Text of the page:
Helping millions to their right to good mental health

Good mental health is a universal human right — but most don’t have access to quality care. Here’s how you can tackle this issue, starting within your organization.

In recognition of World Mental Health Day, the World Health Organization’s 2023 campaign reminds us that mental health is a universal human right, including the right to accessible, acceptable, and good-quality care. Unfortunately, this isn’t the reality for many struggling with access challenges.

Let’s look at the barriers to quality care that many face in the US specifically and the steps you can take within your organization to address them today.  

Acknowledging barriers to care

When it comes to mental health treatment, medication has long been the default care method, despite concerns over side effects and physical dependence. However, 75% of patients say they would prefer a non-drug option to address their mental health conditions. Those seeking in-person therapy are met with access challenges due to a shortage of providers taking on exhausting patient loads:

  • 37% of people in the US are living in areas with a mental health provider shortage.
  • The average wait time to see a licensed mental health provider is eight weeks.
  • Up to 80% of children, youth, and young adults do not receive adequate treatment for their mental health conditions.

And, of course, we need to take into account that mental health care is expensive and unsustainable in the long term for many. All of these factors aside — some people may still choose not to seek care due to the stigma around mental health.

Implementing positive change in your organization

So, what can you do to ensure your organization has access to necessary care for their mental health concerns despite these challenges? There are a number of steps you can take to start implementing positive change today: 

  • Take a close look at your benefits package and evaluate if it is serving the mental and emotional needs of your organization. 
  • Be open and responsive to feedback and listen when people ask for support.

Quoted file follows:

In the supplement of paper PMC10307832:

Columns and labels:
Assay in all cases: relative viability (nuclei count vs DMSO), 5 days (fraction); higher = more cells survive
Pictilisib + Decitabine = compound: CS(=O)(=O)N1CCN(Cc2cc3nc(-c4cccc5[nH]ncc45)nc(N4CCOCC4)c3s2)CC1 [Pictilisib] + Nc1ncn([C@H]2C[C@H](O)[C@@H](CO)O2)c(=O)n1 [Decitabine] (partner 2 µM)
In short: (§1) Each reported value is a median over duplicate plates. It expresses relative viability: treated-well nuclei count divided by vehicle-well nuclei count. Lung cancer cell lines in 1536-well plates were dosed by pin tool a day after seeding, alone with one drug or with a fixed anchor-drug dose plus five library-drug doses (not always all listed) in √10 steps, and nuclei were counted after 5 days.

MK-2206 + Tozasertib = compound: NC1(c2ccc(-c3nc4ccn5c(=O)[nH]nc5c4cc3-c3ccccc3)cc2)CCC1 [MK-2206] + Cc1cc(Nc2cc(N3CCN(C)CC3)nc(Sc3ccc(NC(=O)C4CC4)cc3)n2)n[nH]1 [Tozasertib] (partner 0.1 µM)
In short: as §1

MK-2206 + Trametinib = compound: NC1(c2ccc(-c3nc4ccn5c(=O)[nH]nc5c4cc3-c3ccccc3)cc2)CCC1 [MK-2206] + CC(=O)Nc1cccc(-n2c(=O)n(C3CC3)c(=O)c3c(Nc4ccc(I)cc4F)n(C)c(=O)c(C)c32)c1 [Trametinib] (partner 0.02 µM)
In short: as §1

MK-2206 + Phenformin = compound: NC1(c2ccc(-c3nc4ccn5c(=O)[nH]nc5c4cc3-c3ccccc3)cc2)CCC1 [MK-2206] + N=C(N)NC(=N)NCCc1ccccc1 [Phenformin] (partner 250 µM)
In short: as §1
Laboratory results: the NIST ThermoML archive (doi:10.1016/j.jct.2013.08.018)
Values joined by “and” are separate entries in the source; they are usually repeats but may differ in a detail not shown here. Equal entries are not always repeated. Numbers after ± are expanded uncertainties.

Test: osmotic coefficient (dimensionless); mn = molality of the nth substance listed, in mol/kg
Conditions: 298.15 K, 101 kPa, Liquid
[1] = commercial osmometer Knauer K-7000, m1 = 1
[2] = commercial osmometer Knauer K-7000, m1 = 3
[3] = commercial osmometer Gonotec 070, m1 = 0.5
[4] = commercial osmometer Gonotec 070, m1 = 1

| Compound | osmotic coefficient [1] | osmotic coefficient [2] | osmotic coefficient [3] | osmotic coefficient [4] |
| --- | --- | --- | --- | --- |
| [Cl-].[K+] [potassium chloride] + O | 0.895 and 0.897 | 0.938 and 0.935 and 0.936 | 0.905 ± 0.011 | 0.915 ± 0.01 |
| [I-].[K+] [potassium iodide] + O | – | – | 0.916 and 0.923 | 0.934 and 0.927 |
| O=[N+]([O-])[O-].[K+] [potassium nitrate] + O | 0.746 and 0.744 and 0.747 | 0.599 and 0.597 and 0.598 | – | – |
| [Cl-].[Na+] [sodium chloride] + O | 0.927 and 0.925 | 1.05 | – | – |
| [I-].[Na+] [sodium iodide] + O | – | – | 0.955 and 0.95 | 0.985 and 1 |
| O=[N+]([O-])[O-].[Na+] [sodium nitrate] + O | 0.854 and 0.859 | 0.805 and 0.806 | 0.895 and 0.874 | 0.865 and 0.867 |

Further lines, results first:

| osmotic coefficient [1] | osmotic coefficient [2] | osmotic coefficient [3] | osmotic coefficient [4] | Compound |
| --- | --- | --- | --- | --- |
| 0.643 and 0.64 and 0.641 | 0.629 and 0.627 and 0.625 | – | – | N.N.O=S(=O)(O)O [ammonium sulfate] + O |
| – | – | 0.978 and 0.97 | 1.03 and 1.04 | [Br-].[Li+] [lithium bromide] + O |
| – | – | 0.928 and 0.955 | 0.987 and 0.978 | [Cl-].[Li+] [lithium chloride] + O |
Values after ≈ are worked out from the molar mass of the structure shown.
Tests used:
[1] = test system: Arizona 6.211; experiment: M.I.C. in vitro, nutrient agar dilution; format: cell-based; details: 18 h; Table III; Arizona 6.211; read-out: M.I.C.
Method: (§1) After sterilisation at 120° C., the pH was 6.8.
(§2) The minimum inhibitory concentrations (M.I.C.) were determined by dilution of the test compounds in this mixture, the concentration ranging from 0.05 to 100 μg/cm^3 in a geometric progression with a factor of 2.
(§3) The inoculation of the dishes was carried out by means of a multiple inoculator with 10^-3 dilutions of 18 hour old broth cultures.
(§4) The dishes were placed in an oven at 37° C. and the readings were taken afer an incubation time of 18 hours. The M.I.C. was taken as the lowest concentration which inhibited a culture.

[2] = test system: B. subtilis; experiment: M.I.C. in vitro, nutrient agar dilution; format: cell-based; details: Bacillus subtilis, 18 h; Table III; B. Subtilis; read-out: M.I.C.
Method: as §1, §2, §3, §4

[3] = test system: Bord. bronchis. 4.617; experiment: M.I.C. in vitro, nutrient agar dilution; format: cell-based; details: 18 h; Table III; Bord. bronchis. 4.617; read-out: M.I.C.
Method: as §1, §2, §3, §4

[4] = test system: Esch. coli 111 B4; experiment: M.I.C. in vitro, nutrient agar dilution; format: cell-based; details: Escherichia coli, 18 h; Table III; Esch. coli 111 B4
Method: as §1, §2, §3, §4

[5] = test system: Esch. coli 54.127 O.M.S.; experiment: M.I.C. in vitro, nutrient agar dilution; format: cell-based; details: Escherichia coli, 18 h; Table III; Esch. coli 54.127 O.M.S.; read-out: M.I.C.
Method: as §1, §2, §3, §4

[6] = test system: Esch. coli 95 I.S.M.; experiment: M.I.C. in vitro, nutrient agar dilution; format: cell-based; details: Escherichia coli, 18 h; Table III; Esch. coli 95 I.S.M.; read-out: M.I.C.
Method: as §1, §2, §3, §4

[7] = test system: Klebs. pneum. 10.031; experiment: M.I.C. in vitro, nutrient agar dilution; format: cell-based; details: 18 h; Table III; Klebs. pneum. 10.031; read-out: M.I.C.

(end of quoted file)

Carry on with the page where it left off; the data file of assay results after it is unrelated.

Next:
• Identify warning signs of poor mental health, like trends of absenteeism, presenteeism, or burnout.
  • Foster an environment of open communication and dialogue to reduce mental health stigma — and lead by example from the top down.
  • Consider expanding your benefits to include access to quality treatments for mental health conditions so that you can address the root cause of their concerns.

Defining quality care

If you’re looking to add specialized mental health resources to your benefits package, it can be difficult to know where to start. Evaluating mental health solutions can feel overwhelming, given the number of self-help apps, coaching services, digital treatments, and wellness products available on the market today. Here are some important questions to consider:

  • Is it backed by science?
  • Does it offer a long-term solution or a short-term fix?
  • What does engagement look like?
  • Is it targeted towards specific conditions?
  • Does it deliver a strong ROI?

By offering solutions that are clinically validated, targeted, easy to use, engaging, and deliver long-term results in a short period of time, you’ll ensure your people have access to the quality care they deserve — and are fundamentally entitled to.

At Big Health, our mission is to help millions get back to good mental health. We’ve reached hundreds of thousands of people through our effective digital treatments for some of the most common mental health conditions, delivering up to a 4:1 ROI to the organizations we serve, and are steadfast in our goal to make mental health care accessible to all.

Learn more about how we can help you improve access to quality care in your organization.

1.  Rounded average ROI; Internal Data. (2023).

During the COVID-19 public health emergency, Sleepio and Daylight are being made available as treatments for insomnia disorder and generalized anxiety disorder (GAD), respectively, without a prescription. Sleepio and Daylight have not been cleared by the U.S. Food and Drug Administration (FDA) for the treatment of insomnia disorder and GAD, respectively. Users are directed to not make any changes to their prescribed medication or other type of medical treatment without seeking professional medical advice.

DOC-3367 Effective 10/2023

Subscribe to blog